Amy Tan’s quote was the one that stood out for me too. It’s one step at a time, one day at a time, it’s hiking up a hill on a backpacking trip and looking down at the feet moving forward and upward, instead of looking up at how far you have left to go, then…looking behind you once in a while and seeing how far you’re come.


5speener0 September 12, 2009 at 9:07 am

Oh, Susan, I can almost see the tears as you let go of something that you love doing, in order to have balance in your life and time to do another thing that you love doing. Hugs, kisses and many thanks for what you’ve built here. We still have the archives, and for relative newbies like me, there’s so much there that we have not read. Hidden treasures to uncover.

A smart decision and a good one.

You are a wonderful soul–it shines, even all the way down into South Carolina, where I’m into my third cup of Sat. morning coffee and headed to read a little more of an Amy Tan book. 🙂


openid-10495 September 12, 2009 at 5:47 pm

Visited through Patry’s blog. Glad I visited. I’ve heard wonderful things about Squaw Valley–thanks for sharing some of the word of wisdom!


billybones September 13, 2009 at 10:10 am

Thanks for sharing. Everything is super helpful.


SusanHenderson September 13, 2009 at 1:52 pm

Always happy to see you here, Bones.


SusanHenderson September 13, 2009 at 1:53 pm

Glad you’re here, Lisa. And anyone who’s a friend of Patry’s is a friend of mine.


SusanHenderson September 13, 2009 at 1:55 pm

It was not an easy decision, and I worried most about letting people down, but my husband’s ecstatic, and I think my book will be that much easier to finish now.

Thanks, as always, for your support, Despina.


SusanHenderson September 14, 2009 at 12:00 pm

Really interesting article Mr. H just sent me that talks about one reason writers and editors may feel so used when people ask them to read manuscripts.

(Having a killer writing day, by the way!)


jessicaK September 14, 2009 at 6:45 pm

Wow………..That’s all I can say after reading this. What advice. What wisdom. What beauty. Good for you for embracing what you need to do to keep on. And you? You inspire me and surprise me every time you come here and share something about yourself. Thank you so much for that!


SusanHenderson September 15, 2009 at 2:07 pm

Aww, thanks, Jess.


SusanHenderson September 15, 2009 at 10:11 pm

This is my little guy with the blue guitar, playing Pink Floyd’s “Pigs (Three Different Ones)”:


notmoro September 17, 2009 at 12:35 pm

Hey, that is bloody impressive! Well done that man. 🙂


SusanHenderson September 18, 2009 at 7:35 am

Thanks for watching, Jess!


Aurelio September 20, 2009 at 4:45 pm

LitPark has been a great blog, but I understand and relate to your need to pare back and focus. I’ve been doing much the same thing with my net time in general. I’ll miss the monthly interviews and such.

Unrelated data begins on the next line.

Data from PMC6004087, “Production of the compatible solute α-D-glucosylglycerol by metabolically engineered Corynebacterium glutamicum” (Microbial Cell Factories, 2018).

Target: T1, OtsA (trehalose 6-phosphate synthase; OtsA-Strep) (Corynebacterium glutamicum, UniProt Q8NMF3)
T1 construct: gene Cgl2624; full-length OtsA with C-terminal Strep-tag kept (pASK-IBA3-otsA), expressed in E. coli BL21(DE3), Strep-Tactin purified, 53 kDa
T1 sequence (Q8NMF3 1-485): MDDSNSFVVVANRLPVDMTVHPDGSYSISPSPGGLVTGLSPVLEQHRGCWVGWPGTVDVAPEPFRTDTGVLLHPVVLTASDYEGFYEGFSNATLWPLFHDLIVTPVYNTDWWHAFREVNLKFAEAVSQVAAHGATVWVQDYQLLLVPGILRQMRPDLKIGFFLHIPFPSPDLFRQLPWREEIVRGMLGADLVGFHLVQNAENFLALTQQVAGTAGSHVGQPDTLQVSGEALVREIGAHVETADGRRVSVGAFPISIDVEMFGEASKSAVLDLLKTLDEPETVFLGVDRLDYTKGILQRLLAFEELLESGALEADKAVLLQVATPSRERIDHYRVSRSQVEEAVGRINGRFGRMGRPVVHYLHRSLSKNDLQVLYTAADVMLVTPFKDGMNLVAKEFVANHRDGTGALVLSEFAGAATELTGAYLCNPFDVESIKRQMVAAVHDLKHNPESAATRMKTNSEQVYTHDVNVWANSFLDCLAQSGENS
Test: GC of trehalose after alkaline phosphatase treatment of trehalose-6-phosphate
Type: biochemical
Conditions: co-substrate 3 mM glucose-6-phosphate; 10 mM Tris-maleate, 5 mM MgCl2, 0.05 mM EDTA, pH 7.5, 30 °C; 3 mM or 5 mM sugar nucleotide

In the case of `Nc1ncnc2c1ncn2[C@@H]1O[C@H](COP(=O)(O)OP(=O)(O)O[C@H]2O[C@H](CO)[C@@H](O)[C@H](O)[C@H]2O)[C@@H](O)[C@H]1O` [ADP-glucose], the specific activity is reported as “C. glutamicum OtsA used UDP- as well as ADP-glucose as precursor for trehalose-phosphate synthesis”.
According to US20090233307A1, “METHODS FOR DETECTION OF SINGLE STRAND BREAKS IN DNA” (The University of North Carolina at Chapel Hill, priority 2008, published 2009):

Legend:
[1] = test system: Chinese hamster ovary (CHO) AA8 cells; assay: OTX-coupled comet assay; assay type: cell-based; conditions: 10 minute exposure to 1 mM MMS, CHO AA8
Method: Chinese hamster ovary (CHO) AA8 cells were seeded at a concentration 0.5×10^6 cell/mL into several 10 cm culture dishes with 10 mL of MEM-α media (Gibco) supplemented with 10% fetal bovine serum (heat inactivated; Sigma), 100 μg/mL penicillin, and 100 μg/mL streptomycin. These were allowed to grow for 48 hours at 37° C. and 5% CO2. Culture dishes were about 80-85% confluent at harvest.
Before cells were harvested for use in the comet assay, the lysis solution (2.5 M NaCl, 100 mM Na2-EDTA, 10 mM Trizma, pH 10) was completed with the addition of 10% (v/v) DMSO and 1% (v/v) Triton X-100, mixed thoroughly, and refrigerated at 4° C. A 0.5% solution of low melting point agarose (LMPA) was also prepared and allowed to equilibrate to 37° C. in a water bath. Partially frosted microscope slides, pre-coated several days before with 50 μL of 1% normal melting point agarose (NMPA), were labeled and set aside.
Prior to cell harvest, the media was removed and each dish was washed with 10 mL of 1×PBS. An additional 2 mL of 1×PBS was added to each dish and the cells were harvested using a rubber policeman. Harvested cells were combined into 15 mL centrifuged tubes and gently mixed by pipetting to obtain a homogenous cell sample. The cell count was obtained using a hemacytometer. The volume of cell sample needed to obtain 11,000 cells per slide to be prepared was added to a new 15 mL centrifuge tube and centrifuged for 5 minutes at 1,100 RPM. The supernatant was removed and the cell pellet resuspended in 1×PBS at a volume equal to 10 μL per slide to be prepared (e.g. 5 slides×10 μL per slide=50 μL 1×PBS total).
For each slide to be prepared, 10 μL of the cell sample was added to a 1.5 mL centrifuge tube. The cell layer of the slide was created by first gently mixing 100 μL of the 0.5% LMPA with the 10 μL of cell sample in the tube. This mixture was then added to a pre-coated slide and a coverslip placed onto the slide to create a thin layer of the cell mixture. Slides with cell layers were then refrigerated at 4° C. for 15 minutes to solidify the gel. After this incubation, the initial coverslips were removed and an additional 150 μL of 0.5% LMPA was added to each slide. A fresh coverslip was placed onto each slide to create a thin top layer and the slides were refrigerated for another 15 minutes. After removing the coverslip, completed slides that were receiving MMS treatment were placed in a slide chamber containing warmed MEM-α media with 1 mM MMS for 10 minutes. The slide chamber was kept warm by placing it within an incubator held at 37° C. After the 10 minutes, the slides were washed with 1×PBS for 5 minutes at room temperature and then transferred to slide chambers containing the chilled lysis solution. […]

But I prefer picturing you in your little office, steeped in words.


Meredith Resnick September 20, 2009 at 9:20 pm

A great post. Thanks, Susan.


SusanHenderson September 21, 2009 at 8:56 am

Thanks, Meredith!

And for those of you who don’t know her blog, today’s a great day to check out her interview with literary agent Jennifer Lawler:


SusanHenderson September 21, 2009 at 8:57 am

The writing’s going so great. What a difference is makes to have an uncluttered head! Thanks so much for your support, it means a lot.


zett September 21, 2009 at 5:09 pm

Thank you for sharing some great advice! Sad for us that you will be blogging less, but I am a full supporter of you focusing more on your novel.


SusanHenderson September 21, 2009 at 6:54 pm

And you know I’m 110% behind your novel, too. Love you, Zett.


jodyreale September 29, 2009 at 9:16 am

Words can’t express my envy. Any place with Ron Carlson AND roast beef? Forget about it. Lucky dog.


SusanHenderson September 29, 2009 at 10:22 am

Ron is hysterical. He was constantly saying the funniest things, but his delivery is so serious that we all had to wait a few beats to be sure we could laugh.

Glad to see you here, Jody!


Juliet September 29, 2009 at 4:46 pm

You are such an inspiration and encouragement to all of us, Susan. Thank you for sharing not only your experiences, but your heart.


SusanHenderson September 30, 2009 at 8:44 am

Right back atcha, beautiful.


SusanHenderson October 8, 2009 at 8:21 am

Thanks to Lori Oliva for linking here. She’s got some video of the beautiful David Foster Wallace over on her blog: Worth watching.